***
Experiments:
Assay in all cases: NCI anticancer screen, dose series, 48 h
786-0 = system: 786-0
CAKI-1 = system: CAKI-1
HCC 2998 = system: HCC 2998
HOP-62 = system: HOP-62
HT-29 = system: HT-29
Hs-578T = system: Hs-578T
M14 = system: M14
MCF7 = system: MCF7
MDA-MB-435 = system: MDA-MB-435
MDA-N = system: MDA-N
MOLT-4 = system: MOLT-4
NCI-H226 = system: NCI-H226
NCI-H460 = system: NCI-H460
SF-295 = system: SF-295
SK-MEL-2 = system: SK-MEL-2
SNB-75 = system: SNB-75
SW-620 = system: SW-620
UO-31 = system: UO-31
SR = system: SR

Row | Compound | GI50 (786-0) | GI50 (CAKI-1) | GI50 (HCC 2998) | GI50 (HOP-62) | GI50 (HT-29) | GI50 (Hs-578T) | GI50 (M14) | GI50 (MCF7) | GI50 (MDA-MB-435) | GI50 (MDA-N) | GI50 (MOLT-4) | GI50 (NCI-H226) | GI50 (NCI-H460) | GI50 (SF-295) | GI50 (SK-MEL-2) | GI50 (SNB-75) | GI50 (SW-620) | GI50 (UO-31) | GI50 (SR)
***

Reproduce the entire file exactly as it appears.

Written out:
Experiments:
Assay in all cases: NCI anticancer screen, dose series, 48 h
786-0 = system: 786-0
CAKI-1 = system: CAKI-1
HCC 2998 = system: HCC 2998
HOP-62 = system: HOP-62
HT-29 = system: HT-29
Hs-578T = system: Hs-578T
M14 = system: M14
MCF7 = system: MCF7
MDA-MB-435 = system: MDA-MB-435
MDA-N = system: MDA-N
MOLT-4 = system: MOLT-4
NCI-H226 = system: NCI-H226
NCI-H460 = system: NCI-H460
SF-295 = system: SF-295
SK-MEL-2 = system: SK-MEL-2
SNB-75 = system: SNB-75
SW-620 = system: SW-620
UO-31 = system: UO-31
SR = system: SR

Row | Compound | GI50 (786-0) | GI50 (CAKI-1) | GI50 (HCC 2998) | GI50 (HOP-62) | GI50 (HT-29) | GI50 (Hs-578T) | GI50 (M14) | GI50 (MCF7) | GI50 (MDA-MB-435) | GI50 (MDA-N) | GI50 (MOLT-4) | GI50 (NCI-H226) | GI50 (NCI-H460) | GI50 (SF-295) | GI50 (SK-MEL-2) | GI50 (SNB-75) | GI50 (SW-620) | GI50 (UO-31) | GI50 (SR)